THE Catholic priest jailed for embezzling almost £100,000 of church funds has asked the Pope to allow him to quit the clergy.

Father Graeme Bell was convicted of stealing from this Ayrshire parish between March and May 2015 after admitting to an online gambling problem.

Father Bell, 41, had been parish priest at Our Lady Star of the Sea church, known locally as St Mary’s, in Saltcoats.

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However it has emerged that in the past week, the local bishop, William Nolan, has visited Father Bell's former congregation and told them the priest has asked to be quit the priesthood, a process known as laicisation.

The move requires the consent of Pope Francis and could take over a year to conclude. When completed it would remove the duty of care the Church would have for Father Bell, as well as any investigation into his behaviour under church, or 'canon', law.

It is understood he will get day release in the near future and is unlikely to serve the full 10 months, during which time he will still be supported by his diocese.

His application to quit will also save the Diocese of Galloway significant administrative expense.

A specialist in canon law, Father Bell was part of the Catholic church’s national body which deals with disputes between priests and their bishops, meaning the Vatican would have had to appoint a canon lawyer from England or Ireland to carry out the investigation.

One source said: "Bishop Nolan promised to come to Saltcoats and he did, telling the parish what was happening with Father and that he had asked to be laicised.

"I think had there been an investigation he would have had to leave but this would suggest he's decided he doesn't want to live in grace and favour.

"It also saves Bill Nolan a lot of hassle with canon lawyers and a case would could have strung along for years. Graeme Bell has probably realised he has cost the church enough."

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When he first revealed his misuse of parish funds he was immediately removed from his post and the police informed.

The probe had initially centred on funds set up for pilgrimages to Lourdes and missionary work in Guyana but was quickly widened out to look at all parish finances.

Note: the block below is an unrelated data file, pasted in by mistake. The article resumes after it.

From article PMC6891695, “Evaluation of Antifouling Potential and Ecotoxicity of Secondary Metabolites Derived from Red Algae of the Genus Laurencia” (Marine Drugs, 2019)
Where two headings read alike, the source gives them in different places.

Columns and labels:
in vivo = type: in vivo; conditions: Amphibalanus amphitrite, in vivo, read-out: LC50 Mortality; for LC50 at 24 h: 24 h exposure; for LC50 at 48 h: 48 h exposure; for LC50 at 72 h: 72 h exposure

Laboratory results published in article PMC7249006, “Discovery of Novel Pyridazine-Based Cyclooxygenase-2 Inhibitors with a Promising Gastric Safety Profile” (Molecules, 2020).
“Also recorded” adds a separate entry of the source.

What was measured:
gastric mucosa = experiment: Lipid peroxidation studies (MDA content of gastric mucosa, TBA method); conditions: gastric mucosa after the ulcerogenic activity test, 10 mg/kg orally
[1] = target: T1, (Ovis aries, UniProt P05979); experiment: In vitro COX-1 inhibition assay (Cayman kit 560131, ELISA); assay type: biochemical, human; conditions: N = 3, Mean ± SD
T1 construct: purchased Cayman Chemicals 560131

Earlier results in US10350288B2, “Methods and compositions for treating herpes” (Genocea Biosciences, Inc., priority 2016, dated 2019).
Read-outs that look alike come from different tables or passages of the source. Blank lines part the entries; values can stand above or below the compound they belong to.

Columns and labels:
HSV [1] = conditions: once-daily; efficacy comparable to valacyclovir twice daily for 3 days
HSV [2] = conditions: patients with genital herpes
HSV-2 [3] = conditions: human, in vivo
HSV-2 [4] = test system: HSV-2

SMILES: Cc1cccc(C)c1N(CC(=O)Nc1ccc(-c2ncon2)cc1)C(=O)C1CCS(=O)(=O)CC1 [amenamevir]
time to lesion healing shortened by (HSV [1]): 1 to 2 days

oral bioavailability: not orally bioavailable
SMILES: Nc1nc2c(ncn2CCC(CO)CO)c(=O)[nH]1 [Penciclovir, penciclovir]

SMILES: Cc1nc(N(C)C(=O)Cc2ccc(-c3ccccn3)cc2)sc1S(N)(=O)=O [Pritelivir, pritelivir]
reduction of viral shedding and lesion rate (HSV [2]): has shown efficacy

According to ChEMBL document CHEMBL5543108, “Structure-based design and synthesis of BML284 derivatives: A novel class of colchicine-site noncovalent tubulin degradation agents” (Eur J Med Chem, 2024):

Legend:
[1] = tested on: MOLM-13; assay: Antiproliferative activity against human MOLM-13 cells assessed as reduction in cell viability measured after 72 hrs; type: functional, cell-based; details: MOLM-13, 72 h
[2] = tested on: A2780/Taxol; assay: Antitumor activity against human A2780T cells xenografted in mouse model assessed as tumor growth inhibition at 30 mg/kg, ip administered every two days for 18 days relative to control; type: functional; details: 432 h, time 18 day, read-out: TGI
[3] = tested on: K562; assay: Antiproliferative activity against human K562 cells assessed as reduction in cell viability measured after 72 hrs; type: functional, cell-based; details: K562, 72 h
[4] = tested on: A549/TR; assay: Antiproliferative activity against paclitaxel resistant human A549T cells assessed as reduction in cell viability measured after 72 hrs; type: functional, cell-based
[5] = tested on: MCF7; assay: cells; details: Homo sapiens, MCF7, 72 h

Kilmarnock Sheriff Court heard last month how Father Bell suffered anxiety and depression which "reached a stage where he was not behaving as a law abiding individual".

The missing cash has since been returned, with friends and family of the jailed priest raising £43,000, while Father Bell has sought counselling and attended Gamblers' Anonymous.

A spokesman for the Diocese of Galloway said: “Father Graeme Bell has petitioned Pope Francis to have the obligations of the priestly life lifted so that he can live as a layman. It may take a year to 18 months for this request to be granted."

Meanwhile, the Catholic priest who found himself at the centre of the Lockerbie disaster has been ordered by doctors to step down from the pulpit or permanently lose his voice.

Canon Patrick Keegans, the parish priest in the town in 1988 and resident of the street destroyed by sections of Pan Am flight 103, killing 11 local people, as well as all those in the plane, has been told by his consultant to rest his voice completely with immediate effect.

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A statement on the cathedral website states: "The Canon’s vocal cords are damaged and he will lose his voice permanently if he does not follow the doctor’s advice. With rest his voice will heal, but it will not recover enough for him to engage in any public speaking.

Canon Keegans, therefore, will be retiring from parish ministry. He cannot conduct any services nor make phone calls."